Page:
Juninho lay back in intensive care at a private hospital outside the Spanish capital yesterday looking half his 24 years. He moved his head vaguely and made circling movements with his hand to indicate he still felt groggy after an operation had left him with a steel plate and five screws in his left leg.
Pedro Guillen, an orthopaedic surgeon, operated on the Brazilian's fractured tibia and twisted knee ligaments yesterday. He said it would be five months before the player would kick a ball again. "He'll stay here two days, then he'll be able to walk with crutches, then it'll be six to eight weeks before he can put the foot on the ground."
Juninho will not play again this season in the Spanish league and his injury puts into serious doubt his participation in the World Cup, which starts in June.
It is a huge setback in the career of the Brazilian midfielder, who had set his heart on winning a place in his country's World Cup team. One of the major reasons he left Middlesbrough for Atletico Madrid last summer was the fact that Spanish league games are televised in Brazil: he hoped that his performances would keep him in the public eye back home.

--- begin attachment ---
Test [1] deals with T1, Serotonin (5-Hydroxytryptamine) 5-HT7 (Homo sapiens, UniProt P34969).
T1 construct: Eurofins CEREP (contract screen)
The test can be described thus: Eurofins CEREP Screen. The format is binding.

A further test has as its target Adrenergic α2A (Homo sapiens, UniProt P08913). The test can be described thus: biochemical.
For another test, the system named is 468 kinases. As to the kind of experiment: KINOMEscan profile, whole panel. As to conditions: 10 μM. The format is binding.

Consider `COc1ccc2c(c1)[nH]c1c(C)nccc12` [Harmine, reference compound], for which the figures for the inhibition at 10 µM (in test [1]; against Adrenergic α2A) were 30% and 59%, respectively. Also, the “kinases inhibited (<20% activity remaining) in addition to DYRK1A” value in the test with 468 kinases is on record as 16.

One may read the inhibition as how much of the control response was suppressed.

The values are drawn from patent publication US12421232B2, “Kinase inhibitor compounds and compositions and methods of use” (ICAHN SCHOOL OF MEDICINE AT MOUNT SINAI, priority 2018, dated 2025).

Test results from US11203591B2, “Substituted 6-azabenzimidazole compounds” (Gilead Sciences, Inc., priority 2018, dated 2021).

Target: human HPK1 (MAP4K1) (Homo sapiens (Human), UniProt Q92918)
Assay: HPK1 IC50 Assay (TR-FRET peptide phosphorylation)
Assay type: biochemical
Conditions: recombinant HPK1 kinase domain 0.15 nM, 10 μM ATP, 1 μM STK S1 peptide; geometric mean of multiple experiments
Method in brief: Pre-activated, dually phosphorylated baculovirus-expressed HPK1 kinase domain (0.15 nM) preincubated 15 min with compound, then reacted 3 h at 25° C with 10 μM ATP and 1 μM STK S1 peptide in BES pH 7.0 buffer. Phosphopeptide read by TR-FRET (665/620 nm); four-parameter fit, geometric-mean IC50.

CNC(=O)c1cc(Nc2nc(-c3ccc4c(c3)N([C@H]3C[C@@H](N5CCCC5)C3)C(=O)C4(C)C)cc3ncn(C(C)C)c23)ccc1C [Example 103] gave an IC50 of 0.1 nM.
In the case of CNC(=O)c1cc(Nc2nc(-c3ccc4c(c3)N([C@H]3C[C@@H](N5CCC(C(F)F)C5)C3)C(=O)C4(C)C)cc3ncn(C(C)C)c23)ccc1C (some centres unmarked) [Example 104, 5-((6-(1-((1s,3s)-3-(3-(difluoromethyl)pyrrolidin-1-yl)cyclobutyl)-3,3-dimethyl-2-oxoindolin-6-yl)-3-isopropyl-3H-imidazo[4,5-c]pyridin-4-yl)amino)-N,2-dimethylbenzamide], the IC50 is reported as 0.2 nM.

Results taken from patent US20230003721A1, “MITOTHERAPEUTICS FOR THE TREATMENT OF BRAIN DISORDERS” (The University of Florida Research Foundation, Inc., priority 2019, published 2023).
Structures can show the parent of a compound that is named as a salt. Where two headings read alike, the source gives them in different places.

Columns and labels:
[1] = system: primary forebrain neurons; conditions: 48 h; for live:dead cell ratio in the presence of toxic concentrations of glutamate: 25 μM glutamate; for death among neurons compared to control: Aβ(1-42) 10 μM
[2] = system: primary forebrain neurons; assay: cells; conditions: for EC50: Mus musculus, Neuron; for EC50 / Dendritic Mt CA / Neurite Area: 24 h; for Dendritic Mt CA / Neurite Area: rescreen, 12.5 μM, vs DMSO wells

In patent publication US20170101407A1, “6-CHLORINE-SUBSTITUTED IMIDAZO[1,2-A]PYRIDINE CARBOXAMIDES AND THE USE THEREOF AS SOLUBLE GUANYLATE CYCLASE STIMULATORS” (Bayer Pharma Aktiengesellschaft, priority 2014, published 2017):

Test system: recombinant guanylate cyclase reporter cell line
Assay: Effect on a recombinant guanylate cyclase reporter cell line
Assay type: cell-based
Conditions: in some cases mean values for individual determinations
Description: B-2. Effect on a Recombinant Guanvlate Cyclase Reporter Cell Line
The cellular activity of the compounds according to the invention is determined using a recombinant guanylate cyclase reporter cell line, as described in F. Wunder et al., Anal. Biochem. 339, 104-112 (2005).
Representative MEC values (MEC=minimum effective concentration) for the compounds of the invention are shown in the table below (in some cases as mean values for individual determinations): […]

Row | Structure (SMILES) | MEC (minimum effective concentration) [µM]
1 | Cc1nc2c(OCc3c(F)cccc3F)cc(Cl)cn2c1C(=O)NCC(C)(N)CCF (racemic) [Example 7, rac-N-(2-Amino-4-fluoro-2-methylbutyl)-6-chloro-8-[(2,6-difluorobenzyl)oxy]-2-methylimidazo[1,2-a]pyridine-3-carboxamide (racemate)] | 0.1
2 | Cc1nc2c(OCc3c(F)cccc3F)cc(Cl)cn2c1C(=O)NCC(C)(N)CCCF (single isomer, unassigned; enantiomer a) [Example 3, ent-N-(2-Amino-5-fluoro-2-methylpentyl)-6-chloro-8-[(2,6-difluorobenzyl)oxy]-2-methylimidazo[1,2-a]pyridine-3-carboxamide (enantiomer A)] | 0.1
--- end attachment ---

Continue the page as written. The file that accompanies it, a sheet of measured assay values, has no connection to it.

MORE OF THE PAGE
Juninho's mother, Lucia, and his father, Osvaldo, who were with their son both before and after the operation, tried to remain optimistic. "My mother's instinct tells me he'll play in the World Cup," Lucia said. "It's what we all want and he has great powers of recovery and enormous willpower."
Juninho was conscious in the early stages of the operation yesterday afternoon, having received an epidural that anaesthetised him from the waist down. While under the knife he told the surgeons about his great disappointment at letting down Atletico - who face Aston Villa in a Uefa Cup match next month without him - and especially of his fear of missing the World Cup. But then the footballer became disturbed by the fearful cracking of bones as the operation progressed and he requested a sedative to knock him out.
After the operation the player slept for some hours, tranquillised against the pain. From time to time he gave a faint smile through the glass screen of the intensive care unit and a thumbs up sign.
Juninho suffered the injury in a tackle by Celta Vigo's Michael Salgado, who was subsequently booked and admitted he was lucky not to be sent off. However, Osvaldo said his son bore no ill will against Salgado.
Lazaro Albarraicin, Atletico's vice-president, who had come to see Juninho, told me: "Nothing like this ever happened to him in England, even though you have the reputation of being a nation of hard players. But British footballers are noble."
Osvaldo tapped me gently on the sleeve. "He won't be talking to anybody today, I'm sorry," he said as the still semi-conscious Juninho was wheeled along the corridor back to his room, encouraged by a number of other injured sportsmen who hobbled to watch his progress. But he had eyes only for his mum.
l Ciro Ferrara, a key figure in Italy's defence, is almost certain to miss the World Cup after breaking his leg playing for Juventus at Lecce on Sunday.